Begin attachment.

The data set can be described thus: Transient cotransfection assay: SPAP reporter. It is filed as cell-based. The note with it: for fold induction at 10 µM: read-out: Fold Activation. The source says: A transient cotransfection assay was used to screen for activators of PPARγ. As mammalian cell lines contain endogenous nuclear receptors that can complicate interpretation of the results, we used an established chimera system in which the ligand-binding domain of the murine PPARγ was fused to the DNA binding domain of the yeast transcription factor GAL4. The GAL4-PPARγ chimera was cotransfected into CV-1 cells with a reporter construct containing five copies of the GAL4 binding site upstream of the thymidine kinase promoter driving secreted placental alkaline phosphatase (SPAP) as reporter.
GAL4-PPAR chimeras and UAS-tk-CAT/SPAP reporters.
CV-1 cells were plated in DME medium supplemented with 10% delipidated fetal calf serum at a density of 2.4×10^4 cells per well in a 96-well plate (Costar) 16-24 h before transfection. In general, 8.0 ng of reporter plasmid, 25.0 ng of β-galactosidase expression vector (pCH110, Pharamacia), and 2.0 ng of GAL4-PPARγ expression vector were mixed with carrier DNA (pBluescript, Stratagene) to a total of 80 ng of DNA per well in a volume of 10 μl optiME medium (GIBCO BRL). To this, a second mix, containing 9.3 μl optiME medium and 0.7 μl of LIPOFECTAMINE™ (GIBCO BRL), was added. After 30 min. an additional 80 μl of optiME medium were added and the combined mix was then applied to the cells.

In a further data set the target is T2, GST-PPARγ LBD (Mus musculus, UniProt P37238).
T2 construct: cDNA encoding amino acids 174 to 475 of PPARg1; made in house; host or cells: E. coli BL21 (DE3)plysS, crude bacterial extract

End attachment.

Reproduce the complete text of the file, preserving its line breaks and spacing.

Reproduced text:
The data set can be described thus: Transient cotransfection assay: SPAP reporter. It is filed as cell-based. The note with it: for fold induction at 10 µM: read-out: Fold Activation. The source says: A transient cotransfection assay was used to screen for activators of PPARγ. As mammalian cell lines contain endogenous nuclear receptors that can complicate interpretation of the results, we used an established chimera system in which the ligand-binding domain of the murine PPARγ was fused to the DNA binding domain of the yeast transcription factor GAL4. The GAL4-PPARγ chimera was cotransfected into CV-1 cells with a reporter construct containing five copies of the GAL4 binding site upstream of the thymidine kinase promoter driving secreted placental alkaline phosphatase (SPAP) as reporter.
GAL4-PPAR chimeras and UAS-tk-CAT/SPAP reporters.
CV-1 cells were plated in DME medium supplemented with 10% delipidated fetal calf serum at a density of 2.4×10^4 cells per well in a 96-well plate (Costar) 16-24 h before transfection. In general, 8.0 ng of reporter plasmid, 25.0 ng of β-galactosidase expression vector (pCH110, Pharamacia), and 2.0 ng of GAL4-PPARγ expression vector were mixed with carrier DNA (pBluescript, Stratagene) to a total of 80 ng of DNA per well in a volume of 10 μl optiME medium (GIBCO BRL). To this, a second mix, containing 9.3 μl optiME medium and 0.7 μl of LIPOFECTAMINE™ (GIBCO BRL), was added. After 30 min. an additional 80 μl of optiME medium were added and the combined mix was then applied to the cells.

In a further data set the target is T2, GST-PPARγ LBD (Mus musculus, UniProt P37238).
T2 construct: cDNA encoding amino acids 174 to 475 of PPARg1; made in house; host or cells: E. coli BL21 (DE3)plysS, crude bacterial extract